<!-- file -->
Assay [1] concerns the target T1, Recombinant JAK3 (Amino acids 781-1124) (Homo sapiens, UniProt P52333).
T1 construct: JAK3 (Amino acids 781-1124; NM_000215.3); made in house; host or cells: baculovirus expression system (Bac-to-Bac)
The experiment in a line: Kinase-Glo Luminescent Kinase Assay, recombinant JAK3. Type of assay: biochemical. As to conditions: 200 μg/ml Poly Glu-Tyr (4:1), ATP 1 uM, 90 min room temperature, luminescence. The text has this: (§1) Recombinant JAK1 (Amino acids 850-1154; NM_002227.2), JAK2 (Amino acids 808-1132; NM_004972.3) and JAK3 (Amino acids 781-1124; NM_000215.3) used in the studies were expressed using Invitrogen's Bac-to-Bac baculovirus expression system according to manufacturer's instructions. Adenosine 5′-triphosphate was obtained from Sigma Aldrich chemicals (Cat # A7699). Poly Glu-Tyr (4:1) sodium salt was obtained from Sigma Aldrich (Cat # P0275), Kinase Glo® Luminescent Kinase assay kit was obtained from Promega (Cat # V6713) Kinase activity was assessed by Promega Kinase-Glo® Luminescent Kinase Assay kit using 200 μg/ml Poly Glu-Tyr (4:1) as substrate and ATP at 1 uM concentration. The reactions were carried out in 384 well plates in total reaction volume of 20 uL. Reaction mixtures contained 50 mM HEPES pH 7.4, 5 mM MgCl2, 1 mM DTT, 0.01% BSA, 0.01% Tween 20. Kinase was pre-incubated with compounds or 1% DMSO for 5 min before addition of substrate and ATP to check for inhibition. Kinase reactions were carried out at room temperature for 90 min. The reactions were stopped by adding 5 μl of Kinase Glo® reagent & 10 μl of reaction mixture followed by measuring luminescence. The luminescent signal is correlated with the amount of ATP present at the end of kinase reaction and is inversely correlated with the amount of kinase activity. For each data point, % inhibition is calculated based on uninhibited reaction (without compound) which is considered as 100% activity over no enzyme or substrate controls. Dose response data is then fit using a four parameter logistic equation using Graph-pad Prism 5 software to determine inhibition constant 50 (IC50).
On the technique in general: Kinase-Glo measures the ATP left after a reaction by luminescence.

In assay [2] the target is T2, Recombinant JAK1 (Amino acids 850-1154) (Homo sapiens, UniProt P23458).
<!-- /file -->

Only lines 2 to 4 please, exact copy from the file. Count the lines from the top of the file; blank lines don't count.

T1 construct: JAK3 (Amino acids 781-1124; NM_000215.3); made in house; host or cells: baculovirus expression system (Bac-to-Bac)
The experiment in a line: Kinase-Glo Luminescent Kinase Assay, recombinant JAK3. Type of assay: biochemical. As to conditions: 200 μg/ml Poly Glu-Tyr (4:1), ATP 1 uM, 90 min room temperature, luminescence. The text has this: (§1) Recombinant JAK1 (Amino acids 850-1154; NM_002227.2), JAK2 (Amino acids 808-1132; NM_004972.3) and JAK3 (Amino acids 781-1124; NM_000215.3) used in the studies were expressed using Invitrogen's Bac-to-Bac baculovirus expression system according to manufacturer's instructions. Adenosine 5′-triphosphate was obtained from Sigma Aldrich chemicals (Cat # A7699). Poly Glu-Tyr (4:1) sodium salt was obtained from Sigma Aldrich (Cat # P0275), Kinase Glo® Luminescent Kinase assay kit was obtained from Promega (Cat # V6713) Kinase activity was assessed by Promega Kinase-Glo® Luminescent Kinase Assay kit using 200 μg/ml Poly Glu-Tyr (4:1) as substrate and ATP at 1 uM concentration. The reactions were carried out in 384 well plates in total reaction volume of 20 uL. Reaction mixtures contained 50 mM HEPES pH 7.4, 5 mM MgCl2, 1 mM DTT, 0.01% BSA, 0.01% Tween 20. Kinase was pre-incubated with compounds or 1% DMSO for 5 min before addition of substrate and ATP to check for inhibition. Kinase reactions were carried out at room temperature for 90 min. The reactions were stopped by adding 5 μl of Kinase Glo® reagent & 10 μl of reaction mixture followed by measuring luminescence. The luminescent signal is correlated with the amount of ATP present at the end of kinase reaction and is inversely correlated with the amount of kinase activity. For each data point, % inhibition is calculated based on uninhibited reaction (without compound) which is considered as 100% activity over no enzyme or substrate controls. Dose response data is then fit using a four parameter logistic equation using Graph-pad Prism 5 software to determine inhibition constant 50 (IC50).
On the technique in general: Kinase-Glo measures the ATP left after a reaction by luminescence.